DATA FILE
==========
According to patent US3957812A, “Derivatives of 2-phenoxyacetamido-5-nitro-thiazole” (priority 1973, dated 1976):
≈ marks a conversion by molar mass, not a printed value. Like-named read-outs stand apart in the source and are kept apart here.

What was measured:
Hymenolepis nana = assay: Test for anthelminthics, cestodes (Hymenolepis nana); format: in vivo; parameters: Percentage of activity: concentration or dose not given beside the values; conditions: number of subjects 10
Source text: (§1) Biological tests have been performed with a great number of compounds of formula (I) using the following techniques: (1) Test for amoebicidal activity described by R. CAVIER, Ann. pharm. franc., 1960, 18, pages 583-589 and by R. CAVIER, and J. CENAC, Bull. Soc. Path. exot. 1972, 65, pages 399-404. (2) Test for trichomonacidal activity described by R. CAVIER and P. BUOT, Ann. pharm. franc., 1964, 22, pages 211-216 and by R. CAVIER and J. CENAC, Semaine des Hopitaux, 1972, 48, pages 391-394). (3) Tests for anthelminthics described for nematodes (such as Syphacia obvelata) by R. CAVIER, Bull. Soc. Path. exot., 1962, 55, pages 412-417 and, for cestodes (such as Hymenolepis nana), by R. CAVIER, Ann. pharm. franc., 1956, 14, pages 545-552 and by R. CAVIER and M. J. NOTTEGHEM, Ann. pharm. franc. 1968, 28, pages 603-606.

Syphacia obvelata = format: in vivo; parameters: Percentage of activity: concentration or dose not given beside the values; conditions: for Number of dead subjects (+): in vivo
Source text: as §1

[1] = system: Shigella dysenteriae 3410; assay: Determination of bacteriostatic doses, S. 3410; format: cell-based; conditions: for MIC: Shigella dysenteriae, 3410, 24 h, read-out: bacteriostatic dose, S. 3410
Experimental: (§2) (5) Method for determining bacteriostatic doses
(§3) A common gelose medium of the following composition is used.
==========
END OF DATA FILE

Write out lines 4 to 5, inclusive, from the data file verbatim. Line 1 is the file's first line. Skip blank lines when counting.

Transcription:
Hymenolepis nana = assay: Test for anthelminthics, cestodes (Hymenolepis nana); format: in vivo; parameters: Percentage of activity: concentration or dose not given beside the values; conditions: number of subjects 10
Source text: (§1) Biological tests have been performed with a great number of compounds of formula (I) using the following techniques: (1) Test for amoebicidal activity described by R. CAVIER, Ann. pharm. franc., 1960, 18, pages 583-589 and by R. CAVIER, and J. CENAC, Bull. Soc. Path. exot. 1972, 65, pages 399-404. (2) Test for trichomonacidal activity described by R. CAVIER and P. BUOT, Ann. pharm. franc., 1964, 22, pages 211-216 and by R. CAVIER and J. CENAC, Semaine des Hopitaux, 1972, 48, pages 391-394). (3) Tests for anthelminthics described for nematodes (such as Syphacia obvelata) by R. CAVIER, Bull. Soc. Path. exot., 1962, 55, pages 412-417 and, for cestodes (such as Hymenolepis nana), by R. CAVIER, Ann. pharm. franc., 1956, 14, pages 545-552 and by R. CAVIER and M. J. NOTTEGHEM, Ann. pharm. franc. 1968, 28, pages 603-606.